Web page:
Eighty-three of the 87 schools, representing a combined enrolment of over one million full-time students, provided complete data.
These 83 schools received 224 reports, which is a rate of 1.85 reports per 10,000 students.
The survey for 2014 found that 30 schools said they received zero reports of sexual assault on their campus, and that 16 schools have had no reports of sexual assault for six consecutive years.
Six of those 16 are from the Université du Québec group: École de technologie supérieure, Université du Québec à Montréal, Université du Québec à Rimouski, Université du Québec à Trois-Rivières, Université du Québec en Abitibi-Témiscamingue and Université du Québec en Outaouais.
These six schools have a combined full-time enrolment of almost 50,000 students, and said they received no reports of a sexual assault between 2009 and 2014.
One of these schools, École de technologie supérieure, is an engineering school in Montreal and it told CBC News that "we have no statistics on this and have never had this type of incident on campus."
Charlene Senn, a women's studies professor at the University of Windsor, laughed at that notion.
"No one should feel satisfied that there is no sexual violence on their campus, because every campus, because of the age of the students on the campus has an elevated risk of sexual assault. So clearly they need to be addressing their campus climate."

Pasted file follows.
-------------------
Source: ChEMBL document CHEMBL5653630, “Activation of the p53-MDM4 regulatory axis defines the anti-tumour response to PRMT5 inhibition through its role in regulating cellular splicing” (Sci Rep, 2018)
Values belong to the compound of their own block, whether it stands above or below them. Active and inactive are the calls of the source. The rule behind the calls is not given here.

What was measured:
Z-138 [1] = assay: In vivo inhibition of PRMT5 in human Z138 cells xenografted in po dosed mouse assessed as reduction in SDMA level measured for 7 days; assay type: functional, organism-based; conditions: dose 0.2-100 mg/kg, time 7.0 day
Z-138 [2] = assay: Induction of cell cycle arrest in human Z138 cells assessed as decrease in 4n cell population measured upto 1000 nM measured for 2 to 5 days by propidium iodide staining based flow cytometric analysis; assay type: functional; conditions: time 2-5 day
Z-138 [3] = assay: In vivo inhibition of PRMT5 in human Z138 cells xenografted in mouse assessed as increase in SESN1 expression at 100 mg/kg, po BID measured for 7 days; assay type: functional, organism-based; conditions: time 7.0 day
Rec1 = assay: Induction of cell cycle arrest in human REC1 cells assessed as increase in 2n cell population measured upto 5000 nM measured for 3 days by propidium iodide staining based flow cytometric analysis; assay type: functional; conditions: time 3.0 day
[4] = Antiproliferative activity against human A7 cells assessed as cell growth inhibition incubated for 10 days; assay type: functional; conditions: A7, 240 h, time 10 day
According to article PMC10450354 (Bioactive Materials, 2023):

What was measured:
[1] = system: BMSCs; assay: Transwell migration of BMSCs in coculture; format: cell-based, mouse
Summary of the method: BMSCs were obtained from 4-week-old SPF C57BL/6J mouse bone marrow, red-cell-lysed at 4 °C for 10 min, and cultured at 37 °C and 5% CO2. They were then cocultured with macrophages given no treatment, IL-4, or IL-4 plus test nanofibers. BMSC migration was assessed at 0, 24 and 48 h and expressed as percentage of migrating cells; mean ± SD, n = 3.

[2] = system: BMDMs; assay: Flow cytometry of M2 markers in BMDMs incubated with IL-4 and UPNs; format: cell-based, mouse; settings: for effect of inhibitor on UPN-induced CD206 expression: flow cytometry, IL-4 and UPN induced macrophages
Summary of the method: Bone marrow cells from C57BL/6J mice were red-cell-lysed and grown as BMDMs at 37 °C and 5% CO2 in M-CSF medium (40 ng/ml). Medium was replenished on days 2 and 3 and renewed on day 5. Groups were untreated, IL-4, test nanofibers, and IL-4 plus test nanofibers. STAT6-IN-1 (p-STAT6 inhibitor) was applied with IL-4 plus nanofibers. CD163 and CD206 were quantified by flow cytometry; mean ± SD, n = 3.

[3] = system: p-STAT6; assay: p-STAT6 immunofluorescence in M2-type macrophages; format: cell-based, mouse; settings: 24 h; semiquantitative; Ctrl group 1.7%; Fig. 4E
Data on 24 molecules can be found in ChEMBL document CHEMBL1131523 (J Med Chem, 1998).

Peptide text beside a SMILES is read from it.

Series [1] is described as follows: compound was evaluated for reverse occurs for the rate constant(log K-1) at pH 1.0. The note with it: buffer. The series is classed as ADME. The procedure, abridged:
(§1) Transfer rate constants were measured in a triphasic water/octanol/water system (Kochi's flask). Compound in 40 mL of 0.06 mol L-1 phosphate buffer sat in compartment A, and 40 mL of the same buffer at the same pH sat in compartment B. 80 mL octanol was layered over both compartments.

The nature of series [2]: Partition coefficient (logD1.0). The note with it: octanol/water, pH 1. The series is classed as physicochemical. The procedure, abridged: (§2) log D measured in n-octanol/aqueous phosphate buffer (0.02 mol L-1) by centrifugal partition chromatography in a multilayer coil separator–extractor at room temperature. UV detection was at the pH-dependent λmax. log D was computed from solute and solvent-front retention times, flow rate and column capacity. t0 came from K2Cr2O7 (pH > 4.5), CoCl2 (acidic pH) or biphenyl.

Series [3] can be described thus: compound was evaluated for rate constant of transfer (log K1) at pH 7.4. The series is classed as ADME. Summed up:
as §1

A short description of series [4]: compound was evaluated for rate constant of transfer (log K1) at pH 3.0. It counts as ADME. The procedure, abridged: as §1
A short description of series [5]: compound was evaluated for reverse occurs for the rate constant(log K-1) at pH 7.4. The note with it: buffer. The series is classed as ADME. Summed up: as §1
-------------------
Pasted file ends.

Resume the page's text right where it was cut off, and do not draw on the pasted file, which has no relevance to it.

Université du Québec told CBC News that many of their campuses are located in small towns and also have a high percentage of female students.
The other schools that have received no reports of sexual assault for six straight years are Saskatchewan Polytechnic, Camosun College in Victoria, Red River College in Winnipeg, Capilano University in Vancouver, École des hautes études commerciales in Montreal, University of the Fraser Valley, Vancouver Island University, Kwantlen Polytechnic University in Surrey, Brandon University and Concordia University College of Alberta in Edmonton.
- Read the statement Concordia University College of Alberta sent to CBC News after this story was published
Afroditi Papageorgiu, who is vice-president of the students association at the Saskatoon campus of Saskatchewan Polytechnic, stresses the importance of having supports in place to encourage students to come forward.
It's not only important for someone's overall well-being, she said, but not having this kind of support "would definitely influence how students do in school."
A spokesperson for the University of Victoria, which had zero reports for 2014 told CBC News, "people respond to sexual violence in different ways. We know that the numbers of sexual violence reported do not tell the full picture as we realize that not all sexual assaults are reported."
Mount Royal University in Calgary, which received three reports dealing with sexual assault in 2014, also noted that "we recognize that sexual assault is a severely under-reported crime both on and off campus, and we aim to create a culture where survivors feel safe to come forward."
In the months since our original survey, two provinces, Ontario and Manitoba, have introduced legislation in an attempt to deal with sexual violence on campus.